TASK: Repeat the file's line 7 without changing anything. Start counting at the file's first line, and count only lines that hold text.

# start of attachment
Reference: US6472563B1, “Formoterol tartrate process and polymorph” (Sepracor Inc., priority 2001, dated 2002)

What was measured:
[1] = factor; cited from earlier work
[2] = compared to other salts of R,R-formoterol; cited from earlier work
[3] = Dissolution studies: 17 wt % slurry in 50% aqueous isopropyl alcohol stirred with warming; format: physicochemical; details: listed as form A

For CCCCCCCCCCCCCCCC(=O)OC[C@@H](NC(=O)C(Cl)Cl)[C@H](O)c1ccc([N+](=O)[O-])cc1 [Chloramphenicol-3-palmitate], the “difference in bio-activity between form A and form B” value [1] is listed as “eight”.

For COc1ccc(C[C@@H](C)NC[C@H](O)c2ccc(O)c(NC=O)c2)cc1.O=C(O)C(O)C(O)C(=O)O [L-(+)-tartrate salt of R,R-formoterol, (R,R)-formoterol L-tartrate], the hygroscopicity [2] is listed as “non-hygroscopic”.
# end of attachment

For COc1ccc(C[C@@H](C)NC[C@H](O)c2ccc(O)c(NC=O)c2)cc1.O=C(O)C(O)C(O)C(=O)O [L-(+)-tartrate salt of R,R-formoterol, (R,R)-formoterol L-tartrate], the hygroscopicity [2] is listed as “non-hygroscopic”.